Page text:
The diamond market is artificially thin, artificially high-valued, and riddled with speculation as to the integrity and non-conflict status of the commodities it comprises. Diamonds, though common, are sold through a network of different companies owned by one large conglomerate—DeBeers—which, through various mergers and acquisitions over the past century, has managed to legally, pervasively, and abidingly sell diamonds through anti-competitive behavior.
It acts, today, as a de facto worldwide cartel that restricts diamond supply to artificially inflate the value of the diamond market and thus, diamonds themselves. As such, this market is also artificially exclusive and highly complex, and distributors are often highly unfair regarding the prices they charge buyers.
So, due to the cartel-like nature of DeBeers as a company, there has been little innovation in the area of diamond manufacturing, sales, mining, and so on. Buyers are increasingly put on the long end of the pricing game and they are paying for it—literally. With some diamonds costing as much an entire car payment, there has opened a market vacuum for companies looking to make diamond purchasing more equitable and simpler for the average consumer.
Startup entrepreneurs are noticing, and there has been a flurry of activity in New York City around the business of making diamonds more affordable and easier to access for non-affluent buyers. Unfortunately, these businesses have usually taken the form of local jewelers looking to one-up each other with uncannily similar business models that offer little differentiation.
Enter Rare Carat (RC). RC is Kayak for diamonds. It has an all-inclusive, simple interface— powered by IBM’s Watson, using data science, artificial intelligence, virtual reality, and blockchain to help users make intelligent purchases. With the understanding that the diamond industry has thrived on complexity, Rare Carat searches and scores over 1 million diamonds at twenty trusted retailers with one click.
Its founder, Ajay Anand, used his own experience buying diamonds to jump into the shoes of the everyday consumer to build the product. He found that a tool to limit the complexity of buying diamonds was sorely needed.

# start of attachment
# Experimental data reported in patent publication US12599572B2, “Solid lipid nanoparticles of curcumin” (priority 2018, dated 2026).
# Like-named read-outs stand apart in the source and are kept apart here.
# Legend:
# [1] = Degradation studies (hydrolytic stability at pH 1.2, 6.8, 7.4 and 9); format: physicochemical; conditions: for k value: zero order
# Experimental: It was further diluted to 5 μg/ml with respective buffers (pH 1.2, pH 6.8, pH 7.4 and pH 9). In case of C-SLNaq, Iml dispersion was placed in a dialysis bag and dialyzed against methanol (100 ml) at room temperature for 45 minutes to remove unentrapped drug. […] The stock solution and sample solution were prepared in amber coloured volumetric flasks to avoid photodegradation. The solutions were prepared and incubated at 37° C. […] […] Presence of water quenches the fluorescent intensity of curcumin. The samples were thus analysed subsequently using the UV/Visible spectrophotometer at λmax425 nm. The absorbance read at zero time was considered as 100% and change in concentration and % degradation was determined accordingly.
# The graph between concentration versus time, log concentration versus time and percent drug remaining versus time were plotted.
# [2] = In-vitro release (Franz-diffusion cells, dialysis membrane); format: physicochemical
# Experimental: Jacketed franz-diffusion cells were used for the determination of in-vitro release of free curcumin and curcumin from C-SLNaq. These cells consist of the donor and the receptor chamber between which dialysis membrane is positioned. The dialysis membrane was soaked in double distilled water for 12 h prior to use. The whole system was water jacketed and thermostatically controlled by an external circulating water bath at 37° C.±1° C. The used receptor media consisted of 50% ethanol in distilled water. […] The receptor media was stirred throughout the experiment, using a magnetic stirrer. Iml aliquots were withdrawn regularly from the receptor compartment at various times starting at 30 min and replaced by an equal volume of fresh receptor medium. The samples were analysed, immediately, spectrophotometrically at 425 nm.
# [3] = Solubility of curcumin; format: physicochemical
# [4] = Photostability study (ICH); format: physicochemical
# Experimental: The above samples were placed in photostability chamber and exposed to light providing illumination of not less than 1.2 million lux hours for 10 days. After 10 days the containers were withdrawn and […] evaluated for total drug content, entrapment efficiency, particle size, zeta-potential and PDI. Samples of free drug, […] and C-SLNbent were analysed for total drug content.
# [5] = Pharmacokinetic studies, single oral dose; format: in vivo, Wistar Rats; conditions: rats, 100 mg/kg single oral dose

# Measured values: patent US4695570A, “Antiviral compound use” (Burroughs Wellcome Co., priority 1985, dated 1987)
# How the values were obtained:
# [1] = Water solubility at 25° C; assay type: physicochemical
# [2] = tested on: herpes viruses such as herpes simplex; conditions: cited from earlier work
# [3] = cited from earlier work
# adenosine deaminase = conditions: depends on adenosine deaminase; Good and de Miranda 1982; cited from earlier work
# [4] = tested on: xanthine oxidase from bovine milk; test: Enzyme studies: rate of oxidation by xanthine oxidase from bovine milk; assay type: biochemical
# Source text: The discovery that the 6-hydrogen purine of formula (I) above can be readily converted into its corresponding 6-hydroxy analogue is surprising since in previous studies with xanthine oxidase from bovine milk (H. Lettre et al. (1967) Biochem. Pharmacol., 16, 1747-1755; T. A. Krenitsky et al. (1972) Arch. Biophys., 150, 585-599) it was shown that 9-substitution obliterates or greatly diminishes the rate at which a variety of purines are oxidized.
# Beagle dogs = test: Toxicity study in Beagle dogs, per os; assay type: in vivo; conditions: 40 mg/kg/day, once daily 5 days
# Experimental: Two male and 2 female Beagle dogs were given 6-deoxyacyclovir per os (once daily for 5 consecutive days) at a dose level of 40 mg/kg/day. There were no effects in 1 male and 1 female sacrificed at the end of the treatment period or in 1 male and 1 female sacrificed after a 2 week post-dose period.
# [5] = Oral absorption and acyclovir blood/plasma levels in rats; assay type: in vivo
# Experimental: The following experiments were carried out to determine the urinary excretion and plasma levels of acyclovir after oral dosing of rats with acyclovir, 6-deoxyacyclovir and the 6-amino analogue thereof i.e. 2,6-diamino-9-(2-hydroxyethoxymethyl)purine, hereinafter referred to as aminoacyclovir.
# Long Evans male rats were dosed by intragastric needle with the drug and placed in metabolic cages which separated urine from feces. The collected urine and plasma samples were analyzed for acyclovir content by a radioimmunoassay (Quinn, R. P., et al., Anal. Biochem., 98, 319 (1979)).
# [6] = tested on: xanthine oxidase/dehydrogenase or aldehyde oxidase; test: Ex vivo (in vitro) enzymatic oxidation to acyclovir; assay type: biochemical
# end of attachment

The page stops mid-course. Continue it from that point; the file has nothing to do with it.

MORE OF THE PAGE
“Look, before I got engaged, I had read the famous Atlantic article and thought diamonds were a waste of time. Turns out when you’re proposing, it doesn’t really matter what you think. The tradition isn’t going anywhere, and so I wanted to build a product for others in my shoes. At our core, we really look to be a buyer’s best friend, using the latest in tech to help them make an intelligent purchase.”
RC doesn’t actually sell anything—it simply connects buyers to retailers that will give them the best prices for whatever diamonds they might wish to buy. The company’s strengths lie not in diamonds and jewelry, but in technology, and because of that RC has managed to differentiate itself from every jewelry retailer in the US. Just like Uber has no cars and AirBnB has no actual hotel rooms, RC has no actual diamonds.
Their smart technology’s only function is to connect buyers to retailers and help those buyers make the most intelligent purchasing decision possible. The value they deliver, therefore, is not in diamond quality, but in the quality of the intelligence their IBM Watson-powered platform delivers to users looking to get the best bang for their buck.
Skeptics and competitors might wonder about the actual value of something like this—after all, DeBeers has dominated the market for a century, and shows no signs of going anywhere. And, says RC founder Ajay Anand, “we actually started the company knowing nothing about the way the industry was supposed to work.” Yet, the power of RC is not in its minerals sourcing, but in its functionality, and it’s this that’s allowing them to carve up market share in the diamond industry. Just follow the numbers: the company is only three months old, yet has seen nearly 200,000 visitors perform over 400,000 searches.
“We built this with a consumer’s hat on, which has been critical, and with such a large purchase value, the revenue our company is driving to retailers is well into the millions. So, our success really reflects a clear market need and the fact that we’re filling it. Diamond buyers want an unbiased partner to guide their journeys into what are often daunting and expensive purchases. We are that partner.”
This month, Rare Carat will be rolling out its Watson AI chat bot. Built in conjunction with IBM, the pure processing power of IBM’s Watson big data platform will be combined with Rare Carat’s diamond pricing intelligence aggregation platform to complete a seamless experience where anyone, including complete novices, can interact with this new functionality to quickly make sense of the market.
“By the end of 2017, we’ll be the go-to place to start and end your diamond search”, says Anand. “Companies in this space really haven’t explored how new tech can add value to the industry, which has been around for thousands of years with little real changes.” Exploring new applications of data science and AI valuable to the industry, RC has partnered with Everledger, a startup that has created a permanent ledger for diamond certification and transaction history using blockchain. Says Anand, “the industry could do well to step outside of itself and see how frustrating the buying process is for customers.”
Rare Carat is growing—they’re in the process of moving to new office space on 43rd and 8th in Manhattan. As most of their work in AI and data science is leading in the diamond industry right now, they’re open to talking in person or over email to anyone interested in their work. After all, the strength of any great company is its people. To the itinerant diamond buyer, you can find them at www.rarecarat.com to learn more.